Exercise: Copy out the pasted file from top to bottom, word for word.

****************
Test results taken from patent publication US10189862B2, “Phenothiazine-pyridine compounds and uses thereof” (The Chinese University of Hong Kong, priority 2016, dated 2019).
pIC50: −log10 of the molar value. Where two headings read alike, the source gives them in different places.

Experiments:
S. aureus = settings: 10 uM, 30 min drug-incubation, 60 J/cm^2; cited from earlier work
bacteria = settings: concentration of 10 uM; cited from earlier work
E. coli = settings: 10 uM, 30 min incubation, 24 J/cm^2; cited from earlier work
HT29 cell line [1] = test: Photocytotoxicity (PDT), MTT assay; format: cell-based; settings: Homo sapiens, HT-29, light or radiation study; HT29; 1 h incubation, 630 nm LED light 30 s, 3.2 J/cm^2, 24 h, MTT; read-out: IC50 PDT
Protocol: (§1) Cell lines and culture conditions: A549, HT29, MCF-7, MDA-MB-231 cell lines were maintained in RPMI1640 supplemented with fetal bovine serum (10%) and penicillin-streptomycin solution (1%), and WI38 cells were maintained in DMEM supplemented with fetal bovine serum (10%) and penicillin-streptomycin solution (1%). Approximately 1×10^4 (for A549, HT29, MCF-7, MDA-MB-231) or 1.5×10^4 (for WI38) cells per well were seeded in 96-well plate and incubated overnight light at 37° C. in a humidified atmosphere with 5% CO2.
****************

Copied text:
Test results taken from patent publication US10189862B2, “Phenothiazine-pyridine compounds and uses thereof” (The Chinese University of Hong Kong, priority 2016, dated 2019).
pIC50: −log10 of the molar value. Where two headings read alike, the source gives them in different places.

Experiments:
S. aureus = settings: 10 uM, 30 min drug-incubation, 60 J/cm^2; cited from earlier work
bacteria = settings: concentration of 10 uM; cited from earlier work
E. coli = settings: 10 uM, 30 min incubation, 24 J/cm^2; cited from earlier work
HT29 cell line [1] = test: Photocytotoxicity (PDT), MTT assay; format: cell-based; settings: Homo sapiens, HT-29, light or radiation study; HT29; 1 h incubation, 630 nm LED light 30 s, 3.2 J/cm^2, 24 h, MTT; read-out: IC50 PDT
Protocol: (§1) Cell lines and culture conditions: A549, HT29, MCF-7, MDA-MB-231 cell lines were maintained in RPMI1640 supplemented with fetal bovine serum (10%) and penicillin-streptomycin solution (1%), and WI38 cells were maintained in DMEM supplemented with fetal bovine serum (10%) and penicillin-streptomycin solution (1%). Approximately 1×10^4 (for A549, HT29, MCF-7, MDA-MB-231) or 1.5×10^4 (for WI38) cells per well were seeded in 96-well plate and incubated overnight light at 37° C. in a humidified atmosphere with 5% CO2.